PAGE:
Figeac is a commune, sub-prefecture of the Lot department in the Occitania region, France (Massif Central).

It is also located on the Causse de Gramat, the largest of the four Quercy Causses.

Exposed to an altered oceanic climate, it is drained by the Célé, the Drauzou, the Planioles and various other small streams. The commune boasts a remarkable natural heritage, with five zones of ecological, faunistic and floristic interest.

The commune is the center of the Figeac urban area, with a population of 26,200, and of the Communauté de communes Grand-Figeac, with a population of just over 43,560. It is also the commune-center of the catchment area and the administrative center of the Figeac arrondissement, as well as the centralizing office for the various cantons. Along with Cahors and Pradines, Figeac is one of the department’s three urban communes.

In summer, the town is one of the most visited in the Occitania region, and has earned it the “Grand Site d’Occitanie,” “French Impact” and “ville d’art et d’histoire” labels. Figeac has been awarded the Croix de Guerre with vermeil star, and the town is often listed as one of Les Plus Beaux Détours de France.

Figeac is also home to the Institut Universitaire de Technologie (IUT), a university technology institute with several large buildings in the hills above the town.

Figeac is on the via Podiensis, a major hiking medieval pilgrimage trail which is part of the Way of St. James.

Main attractions

Figeac, which has preserved its medieval layout and winding streets and classified as a town of art and history, has been recognized by the Midi-Pyrénées Regional Council as one of the 18 Grands Sites Occitanie.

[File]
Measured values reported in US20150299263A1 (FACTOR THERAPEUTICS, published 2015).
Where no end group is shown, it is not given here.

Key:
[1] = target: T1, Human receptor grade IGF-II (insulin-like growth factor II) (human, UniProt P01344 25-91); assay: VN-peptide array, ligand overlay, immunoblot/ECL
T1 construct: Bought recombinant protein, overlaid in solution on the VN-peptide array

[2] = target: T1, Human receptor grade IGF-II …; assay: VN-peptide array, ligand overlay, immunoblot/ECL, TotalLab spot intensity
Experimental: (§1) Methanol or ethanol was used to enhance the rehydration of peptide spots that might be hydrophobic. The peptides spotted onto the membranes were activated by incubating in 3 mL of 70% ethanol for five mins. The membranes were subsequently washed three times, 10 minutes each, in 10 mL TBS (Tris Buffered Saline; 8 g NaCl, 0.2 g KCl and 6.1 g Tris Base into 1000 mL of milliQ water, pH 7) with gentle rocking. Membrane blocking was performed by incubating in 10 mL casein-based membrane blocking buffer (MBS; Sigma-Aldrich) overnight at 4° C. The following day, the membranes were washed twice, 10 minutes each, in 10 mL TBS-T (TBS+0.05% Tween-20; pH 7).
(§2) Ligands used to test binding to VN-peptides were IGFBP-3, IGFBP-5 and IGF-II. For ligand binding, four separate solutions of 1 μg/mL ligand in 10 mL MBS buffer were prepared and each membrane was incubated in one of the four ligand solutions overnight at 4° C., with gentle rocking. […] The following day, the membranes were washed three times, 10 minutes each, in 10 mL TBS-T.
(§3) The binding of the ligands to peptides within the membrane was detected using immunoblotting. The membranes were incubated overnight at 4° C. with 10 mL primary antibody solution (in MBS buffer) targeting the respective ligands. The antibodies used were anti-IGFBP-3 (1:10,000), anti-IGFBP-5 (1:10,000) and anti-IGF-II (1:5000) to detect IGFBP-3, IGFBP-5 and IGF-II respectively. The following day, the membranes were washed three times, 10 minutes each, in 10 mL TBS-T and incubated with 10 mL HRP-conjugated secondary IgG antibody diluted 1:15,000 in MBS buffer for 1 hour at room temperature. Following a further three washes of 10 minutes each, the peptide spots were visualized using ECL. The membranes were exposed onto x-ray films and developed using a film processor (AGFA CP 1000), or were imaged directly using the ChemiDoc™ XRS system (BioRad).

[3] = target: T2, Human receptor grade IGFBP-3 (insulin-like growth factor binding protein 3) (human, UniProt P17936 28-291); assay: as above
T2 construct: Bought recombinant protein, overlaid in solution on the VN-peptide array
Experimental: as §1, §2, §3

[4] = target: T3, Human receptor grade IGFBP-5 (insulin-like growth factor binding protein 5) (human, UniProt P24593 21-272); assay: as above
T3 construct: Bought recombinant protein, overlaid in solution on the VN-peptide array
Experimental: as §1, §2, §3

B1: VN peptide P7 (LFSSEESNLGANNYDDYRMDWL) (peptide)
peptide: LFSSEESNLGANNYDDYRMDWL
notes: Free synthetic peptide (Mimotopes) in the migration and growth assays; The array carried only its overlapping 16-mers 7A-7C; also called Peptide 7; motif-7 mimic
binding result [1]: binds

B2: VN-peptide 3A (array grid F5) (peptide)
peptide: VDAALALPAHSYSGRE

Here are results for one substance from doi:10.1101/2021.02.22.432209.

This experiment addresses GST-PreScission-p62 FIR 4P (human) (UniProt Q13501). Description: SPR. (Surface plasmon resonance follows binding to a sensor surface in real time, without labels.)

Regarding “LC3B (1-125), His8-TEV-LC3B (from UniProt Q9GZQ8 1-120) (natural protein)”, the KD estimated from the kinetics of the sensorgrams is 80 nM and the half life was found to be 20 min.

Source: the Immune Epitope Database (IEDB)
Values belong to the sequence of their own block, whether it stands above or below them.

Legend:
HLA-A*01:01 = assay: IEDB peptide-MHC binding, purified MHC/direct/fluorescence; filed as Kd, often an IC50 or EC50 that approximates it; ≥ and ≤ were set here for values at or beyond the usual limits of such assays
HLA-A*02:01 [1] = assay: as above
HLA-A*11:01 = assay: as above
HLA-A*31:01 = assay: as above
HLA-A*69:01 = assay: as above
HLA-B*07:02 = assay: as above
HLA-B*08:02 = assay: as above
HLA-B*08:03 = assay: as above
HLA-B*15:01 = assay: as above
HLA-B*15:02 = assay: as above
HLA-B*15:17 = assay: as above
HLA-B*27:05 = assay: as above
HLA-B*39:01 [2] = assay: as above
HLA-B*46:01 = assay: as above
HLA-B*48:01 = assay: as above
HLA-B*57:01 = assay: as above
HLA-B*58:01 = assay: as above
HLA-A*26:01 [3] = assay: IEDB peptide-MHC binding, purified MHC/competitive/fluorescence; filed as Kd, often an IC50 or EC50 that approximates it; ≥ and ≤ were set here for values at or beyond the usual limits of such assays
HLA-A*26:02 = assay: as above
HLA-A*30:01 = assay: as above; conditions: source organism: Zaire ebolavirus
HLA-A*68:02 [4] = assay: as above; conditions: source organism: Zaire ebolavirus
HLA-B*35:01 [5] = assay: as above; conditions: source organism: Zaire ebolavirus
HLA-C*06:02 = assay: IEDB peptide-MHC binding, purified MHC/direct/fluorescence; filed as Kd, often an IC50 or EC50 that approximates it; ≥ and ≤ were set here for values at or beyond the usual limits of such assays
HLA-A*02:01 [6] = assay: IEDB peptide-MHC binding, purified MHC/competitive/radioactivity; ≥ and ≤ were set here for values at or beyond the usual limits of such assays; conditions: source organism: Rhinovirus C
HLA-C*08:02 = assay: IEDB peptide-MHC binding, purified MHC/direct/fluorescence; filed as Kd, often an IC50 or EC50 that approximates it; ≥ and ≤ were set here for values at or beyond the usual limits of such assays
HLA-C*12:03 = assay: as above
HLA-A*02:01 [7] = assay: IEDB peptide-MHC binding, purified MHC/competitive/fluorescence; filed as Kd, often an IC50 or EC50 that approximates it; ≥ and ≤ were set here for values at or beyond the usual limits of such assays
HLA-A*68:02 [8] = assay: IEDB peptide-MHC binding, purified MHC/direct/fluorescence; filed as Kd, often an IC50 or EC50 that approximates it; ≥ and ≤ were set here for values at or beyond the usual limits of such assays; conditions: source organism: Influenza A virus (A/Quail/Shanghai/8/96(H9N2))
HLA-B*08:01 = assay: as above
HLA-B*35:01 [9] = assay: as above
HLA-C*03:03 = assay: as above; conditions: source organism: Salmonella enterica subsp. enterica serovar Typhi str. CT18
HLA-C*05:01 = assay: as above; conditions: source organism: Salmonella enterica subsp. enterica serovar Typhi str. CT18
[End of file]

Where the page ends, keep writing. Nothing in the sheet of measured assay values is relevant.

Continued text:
Religious heritage

  • Chapelle Notre-Dame-de-Pitié de Figeac, part of the Saint-Sauveur church, was listed as a historic monument in 1840.
  • Figeac hospital chapel.
  • Saint-Dau church in Ceint-d’Eau.

  • Saint-Sauveur Church was listed as a historic monument in 1840. This church, a remnant of the abbey that joined Cluny at the end of the 11th century, was consecrated in 1092; Saint Hugues was its abbot. Although it has undergone many changes over the centuries, either as a result of embellishments or damage caused by the Hundred Years’ War or the Wars of Religion, it has, nevertheless, retained its proud appearance.
  • Carmelite Church. The building was listed as a historic monument in 1993. Twelve paintings of the apostles are listed in the Palissy database.

  • Carmes Church. Formerly the Église Saint-Thomas, this is the town’s smallest church. Located near the hospital at the entrance to Figeac, it is the last remaining trace of the Carmelite convent that once stood here.
  • Notre-Dame-du-Puy Church. The building was listed as a historic monument in 1916. Several objects are listed in the Palissy database. It is aptly named, as it dominates the whole of Figeac, on the Place du Foirail. Originally a Romanesque church, it was altered several times, notably in the 14th and 17th centuries, when the three central bays were joined to form one. The choir contains fine, carved, Romanesque capitals and a large carved walnut altarpiece, dated 1696. It was the seat of a Saint-Jacques brotherhood.

Civil architecture

Medieval houses

  • Hôtel du Viguier du Roi or La Viguerie, rue Delzens, a building dating from the 14th and 18th centuries, was built during the reign of Philippe IV Le Bel. It was the former residence of the viguier (a kind of prefect in medieval times), and its emblematic royal tower overlooks the medieval city. Restored in the early 1990s, it has been transformed into an upmarket hotel.